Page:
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Rory McIlroy and Patrick Reed during their 2016 Ryder Cup singles match at Le Golf National.
By Joel Beall and Christopher Powers
In our latest installment of “Great Golf Debates,” writers Christopher Powers and Joel Beall tackle the question: Should match play be used to decide a major?
Beall: Before we start, is it safe to assume the major in question is the PGA Championship, which we would have all been looking forward to being play in any format next week at TPC Harding Park before the coronavirus set in, or are you going nuclear and ditching stroke play to reward the green jacket/claret jug/U.S. Open trophy? (That thing desperately needs a name.)
Powers: Well, considering the PGA Championship was match play for the first 39 years of its existence, that does seem like the logical first choice. But you could make a case for the U.S. Open or the Open Championship for sure. The Masters? Absolutely not. The reason the Masters is so compelling is the leader board jockeying Augusta National’s back nine provides. Match play would take that away.
The U.S. Open is one of the only USGA events that doesn’t have a match-play element, so I think you could play it just like the U.S. Amateur and fans would be receptive to the format, though match play certainly removes some luster from the “golf’s toughest test” declaration. As for the Open, the Europeans seem to do quite well in the Ryder Cup, so you know they’d love the format. But the only major of the four that wouldn’t get significant blowback from such a significant format change would be the PGA, yes.
Beall: Absolutely. To varying extents, the identities of the Masters and both Opens is fuelled by their rota and the distinctive performances those courses require. As is discussed annually, there’s no common thread among PGA Championship venues, doing a number on the tournament’s selfhood. If any major is willing to alter its character—or in this case, instill itself with character—via match play, the PGA is raising its hand.
That is, if we are actually moving forward and implementing match play. The tee box is yours: Thumbs up or down on reviving the format for the PGA Championship?
Powers: Man, it’s a tough one. I could see both sides. Yada yada yada yada.
(Skip Bayless enters the chat)
MATCH PLAY??! In a MAJOR TOURNAMENT?! What kind of Mickey Mouse garbage is that? There’s a reason there’s only one match-play event a year on the PGA Tour, and the only other time we see it is at the Ryder Cup and Presidents Cups, which are EXHIBITIONS. It’s not REAL golf. It’s golf weekend golfers love to play because counting every stroke is a MAN’s game.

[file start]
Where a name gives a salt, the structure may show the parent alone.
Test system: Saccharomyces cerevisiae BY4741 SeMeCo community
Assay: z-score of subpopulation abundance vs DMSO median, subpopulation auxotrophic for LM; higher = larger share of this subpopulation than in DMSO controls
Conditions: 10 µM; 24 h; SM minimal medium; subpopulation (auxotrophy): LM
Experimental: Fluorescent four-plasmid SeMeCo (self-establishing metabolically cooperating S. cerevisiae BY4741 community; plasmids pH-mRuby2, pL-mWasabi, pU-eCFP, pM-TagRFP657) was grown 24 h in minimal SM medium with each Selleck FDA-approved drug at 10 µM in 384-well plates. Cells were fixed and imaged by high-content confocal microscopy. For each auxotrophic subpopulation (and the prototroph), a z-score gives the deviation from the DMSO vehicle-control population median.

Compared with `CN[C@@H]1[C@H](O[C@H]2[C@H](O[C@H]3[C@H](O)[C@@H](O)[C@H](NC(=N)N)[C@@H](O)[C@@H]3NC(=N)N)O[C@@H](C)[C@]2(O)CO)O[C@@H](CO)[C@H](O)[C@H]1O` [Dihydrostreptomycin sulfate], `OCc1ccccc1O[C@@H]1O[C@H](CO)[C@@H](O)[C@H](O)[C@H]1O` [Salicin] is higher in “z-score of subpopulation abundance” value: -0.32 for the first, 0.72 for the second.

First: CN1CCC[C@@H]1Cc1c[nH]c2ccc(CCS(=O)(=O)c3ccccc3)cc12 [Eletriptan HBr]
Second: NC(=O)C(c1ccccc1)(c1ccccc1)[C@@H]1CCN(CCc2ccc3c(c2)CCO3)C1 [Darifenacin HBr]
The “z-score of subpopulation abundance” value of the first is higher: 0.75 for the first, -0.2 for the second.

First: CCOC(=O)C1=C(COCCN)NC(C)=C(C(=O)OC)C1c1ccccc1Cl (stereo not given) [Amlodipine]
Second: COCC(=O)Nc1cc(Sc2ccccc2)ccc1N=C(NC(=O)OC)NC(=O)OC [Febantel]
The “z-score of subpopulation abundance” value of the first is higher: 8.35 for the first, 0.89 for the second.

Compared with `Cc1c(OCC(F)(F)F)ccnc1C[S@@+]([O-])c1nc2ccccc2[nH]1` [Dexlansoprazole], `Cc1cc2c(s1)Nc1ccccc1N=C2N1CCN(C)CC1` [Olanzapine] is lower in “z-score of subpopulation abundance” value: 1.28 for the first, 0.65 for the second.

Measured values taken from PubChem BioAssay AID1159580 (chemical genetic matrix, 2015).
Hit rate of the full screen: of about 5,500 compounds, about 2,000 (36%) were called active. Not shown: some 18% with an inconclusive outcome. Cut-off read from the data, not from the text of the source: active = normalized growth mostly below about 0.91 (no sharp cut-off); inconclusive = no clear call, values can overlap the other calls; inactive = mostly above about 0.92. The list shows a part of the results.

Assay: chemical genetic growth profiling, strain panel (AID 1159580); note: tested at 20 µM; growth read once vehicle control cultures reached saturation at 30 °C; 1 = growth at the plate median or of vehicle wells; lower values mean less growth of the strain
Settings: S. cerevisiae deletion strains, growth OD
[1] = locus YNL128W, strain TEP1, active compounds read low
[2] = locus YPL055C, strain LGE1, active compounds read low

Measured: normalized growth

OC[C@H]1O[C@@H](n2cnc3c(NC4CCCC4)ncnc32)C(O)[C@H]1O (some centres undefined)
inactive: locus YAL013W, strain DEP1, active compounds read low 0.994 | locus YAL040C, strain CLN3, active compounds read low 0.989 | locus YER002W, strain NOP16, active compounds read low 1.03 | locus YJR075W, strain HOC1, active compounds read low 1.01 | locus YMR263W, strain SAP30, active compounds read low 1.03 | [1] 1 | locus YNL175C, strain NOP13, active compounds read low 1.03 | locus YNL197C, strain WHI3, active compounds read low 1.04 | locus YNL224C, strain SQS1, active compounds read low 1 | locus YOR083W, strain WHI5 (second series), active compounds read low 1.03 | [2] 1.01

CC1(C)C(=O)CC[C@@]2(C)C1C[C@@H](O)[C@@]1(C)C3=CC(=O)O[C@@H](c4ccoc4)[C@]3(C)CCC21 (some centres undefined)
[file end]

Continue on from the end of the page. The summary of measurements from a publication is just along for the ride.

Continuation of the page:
You want to win one of the four biggest events of the year, sack up and play 72 holes of stroke play better than the other 100-plus guys in the field that week. Imagine handing out a MAJOR to someone who only beat a handful of guys in some wacky bracket, and may not have even needed 18 holes to do it each time. Seriously, how many of these matches get closed out before the 16th, 17th and 18th tees. Doesn’t exactly scream “clutch” gene to me.
You know who would love match play? LeBron James.
Beall: Bold words are the best. It shows you MEAN business and that you NEED us to KNOW it.
There are several insinuations that warrant a response, starting with the idea that winning match play only requires beating a handful of players rather than the field. You’re right, which is why we’re proposing a tweaked format (more on this in a moment). But match-play criticism also can be diluted to a singular worry: That big names will be knocked out early, leaving two rank-and-file players to battle on Sunday afternoon. (Shoutout to the 2002 WGC-Match Play finals, featuring Kevin Sutherland against Scott McCarron.)
Yet that worry has mostly been unfounded. Since the Sutherland-McCarron duel, here are the winners of the WGC-Match Play:
Tiger Woods (three wins), Jason Day and Geoff Ogilvy (both two), David Toms, Henrik Stenson, Ian Poulter, Luke Donald, Hunter Mahan, Matt Kuchar, Rory McIlroy, Dustin Johnson, Bubba Watson, Kevin Kisner.
What a roll call; only Kisner has never cracked the top five in the Official World Golf ranking. One could argue, “Of course that group is strong; only the top 64 players are invited” to the WGC-Match Play. Which is true, but the same could be said of the Masters, once you strip it of the amateurs and former winners, and no one ever rips the field at Augusta.
As for the notion of “wacky,” well, there’s already a high degree of chance and luck involved in majors than we acknowledge. Links golf by its nature cuts the field in half, as it’s often weather, not performance, that decides who makes the weekend. This concept is associated, and accepted, with the Open Championship but applies just as often to the U.S. Open. In both cases, it’s not looked at as wacky, but part of their charm.
There is more to tackle, but I’ll let you interject and tell me why I’m an idiot.
Powers: You make some very salient points, none of which I can argue with. Nothing further, your honor.
(Stephen A. Smith barges into the room)
That’s because critiquing the field at Augusta is BLASPHEMOUS. A good majority of that field earns their way there by WINNING a stroke-play event, not by being ranked 57th in the world because of a few wins on the Japan Tour (looking at you, Hideto Tanihara). That’s, right, remember Tanihara? Guy finished fourth in the Match Play just three years ago. You know where he’s ranked now? 486th. In 15 career major starts, Tanihara has one top 10 and 10 missed cuts. But he shows up to his first Match Play event in America and nearly wins the damn thing. That’s the kind of format you want deciding a major championship? Stay OFF THE DAMN WEEEEEEE-DUH!